The Great Depression killed the town. In 1932, the boats stopped coming. However, help was on the way. One of FDR’s first WPA Projects was the redevelopment of Long Wharf as a place to dock the Presidential Yacht on his tour of the Eastern Shore. After FDR’s death, the Potomac was berthed here from 1946-1960. Now a special artifact serves as a permanent Roosevelt Memorial: the dummy smokestack from the Presidential Yacht Potomac that hid the elevator Roosevelt used to conceal his disability.
Walk up leafy High Street and hear stories about Governors and ladies, the possibility that Harriet Tubman’s brother, Sam, escaped from a prominent doctor’s house as their sister was a slave there, reasons why a couple of homes were cut in half (money and disagreements, mostly), a tale about a reviving corpse, evil slave-catcher Patty Cannon folklore galore (she went to trial here), tiny cottages that were actually law offices, as attorneys were not allowed to practice out of their domiciles, and one of the prettiest double balcony homes shipped to Cambridge from Annapolis.
You’ll take a detour onto Commerce St. to see the third Rosato mural, a magnificent Blue Heron, in back of J.M. Clayton Seafood Co. – retail and wholesale purveyor of fresh crabs and oysters. Now owned and operated by the 4th and 5th generation – the Brooks family – visitors can stop in to buy fresh off the boat seafood. One hour tours run April- Oct every Saturday at 11am-noon, $10.
DRIVE: Blackwater Wildlife Refuge. A major migratory stop on the Atlantic Flyway, Blackwater Refuge is one of Dorchester County’s premier attractions, and known by birders the world over. Drive the 4-5 mile road, past stalks of dead trees in brackish water, stands of Loblolly Pines, and cattail-rimmed ponds. Pull over and walk the trails or observation boardwalks to see Sika Deer, muskrat, otters, White Pelicans, Blue Heron, Merganser Ducks and an abundance of other birds and wildlife. Stop in at the Visitor’s Center, where you can get your bearings and ask questions. From there – you can see the new Harriet Tubman Visitor’s Center, which backs up to the Refuge. $3 at gate, Visitor’s Center open Mon-Fri 8-4, Sat/Sun 9-5.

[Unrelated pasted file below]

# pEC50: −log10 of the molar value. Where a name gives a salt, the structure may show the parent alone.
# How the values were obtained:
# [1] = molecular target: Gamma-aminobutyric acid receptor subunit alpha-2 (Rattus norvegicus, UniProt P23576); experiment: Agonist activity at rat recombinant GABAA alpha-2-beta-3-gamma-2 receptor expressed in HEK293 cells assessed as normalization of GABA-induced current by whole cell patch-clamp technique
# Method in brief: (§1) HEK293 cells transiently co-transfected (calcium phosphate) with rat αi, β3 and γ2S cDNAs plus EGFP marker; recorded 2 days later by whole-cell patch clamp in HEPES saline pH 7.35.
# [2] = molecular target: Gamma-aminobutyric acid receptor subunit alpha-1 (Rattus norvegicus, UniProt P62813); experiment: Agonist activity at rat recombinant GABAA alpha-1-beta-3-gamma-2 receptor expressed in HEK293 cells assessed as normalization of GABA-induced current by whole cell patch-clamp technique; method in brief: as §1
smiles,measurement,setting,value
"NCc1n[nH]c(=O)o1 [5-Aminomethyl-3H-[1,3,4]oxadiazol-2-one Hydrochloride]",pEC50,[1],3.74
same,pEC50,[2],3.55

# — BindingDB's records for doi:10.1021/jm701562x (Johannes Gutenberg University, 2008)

DO: Kayak or Bike with Blackwater Adventures, Cambridge. You’ll travel through history and see an abundance of wildlife on narrated kayaking trips though these backwaters. Canoe and bike rentals as well.
SHOP: Galleries and Shops in Cambridge. My favorite – Liv Again, an emporium of up-cycled housewares and furniture featuring, in March 2017, a purple upholstered chair with Prince silkscreen.
Where to Eat in Dorchester County
EAT: Bistro Poplar. If you’re coming from out of town specifically to dine, you’re most likely headed to Bistro Poplar, considered one of the finest French Restaurants in all of Maryland. Locals are honored and truly amazed to have this caliber of eateries in town. If not open or fully booked, however, there are a growing number of other options. Check out the varied places to go below:
EAT/DRINK: RAR (Real Ale Revival) Brewing, Cambridge. Ten years ago, Cambridge was a desolate town. But within the past few years, that’s changing – partly because all of the interest in Harriet Tubman’s birthplace. But also by virtue of business owners like Chris Brohawn and JT Merryweather, who made their RAR Brewing a centerpiece of Cambridge downtown. With its signatures, Nanticoke Nectar IPA and Groove City Hefeweizen and seasonals like Country Ride Pale Ale, Hyde IPA (they brew multiple versions), Strawberry Ten Layer Stout, and Bucktown Brown Ale, the duo bring in slews of locals and visitors. They renovated this 1936 pool hall, which had gone under in 2006, exposing original brick and tin ceilings, and moved here in 2013. On their 6th expansion, plans are in the works to open a farm to table restaurant in the space next door. Stay tuned.
EAT: Jimmie & Sook’s, Cambridge. A “jimmie” is a male crab, a “sook” a female, and that pretty much gives you an indication of what this casual, fun Cambridge institution does well: Cream of Crab Soup is smooth and toothsome ($7 cup), Crab Cakes golden brown with zero-breadcrumbs-all-crab, (2 for $30), the shellfish “Steam Pot” ($28), and unbelievably good Fried Brussels Sprouts ($8). The owners are opening up a BBQ place – “Low and Slow” – right next door.
EAT/BREAKFAST: Bay Country Bakery, Cambridge. Right on Route 50, it’s the only building festooned with a massive donut. In fact, this favorite of many is known as the “Home of the MegaNut” – a hub-cap sized pastry – that many can share. You can stop in for lunch as well – great Panini’s, salads, and fresh-baked bread await.
EAT/DORCHESTER COUNTY: Two fan favorites off the beaten path – Old Salty’s – a pure crab shack at end-of-the-earth Hooper’s Island, and Suicide Bridge Restaurant in Hurlock, with two riverboats and awesome views.
Where to Stay in Dorchester County MD
STAY: Hyatt Regency Chesapeake Bay: After a $7 million redo, the 400 room Hyatt on 342 acres of Maryland’s Eastern Shore is back in luxe-lodging form. Step inside the lobby, now sporting a ship-shape polished wood floor, and you’ll see the difference right away. During the school year, this Hyatt is mostly filled with business and government conferences, but come summer, it swarms with families hoping to reconnect and have fun. According to those who stay here, it delivers big time. A Maven Favorite, read the whole write-up here.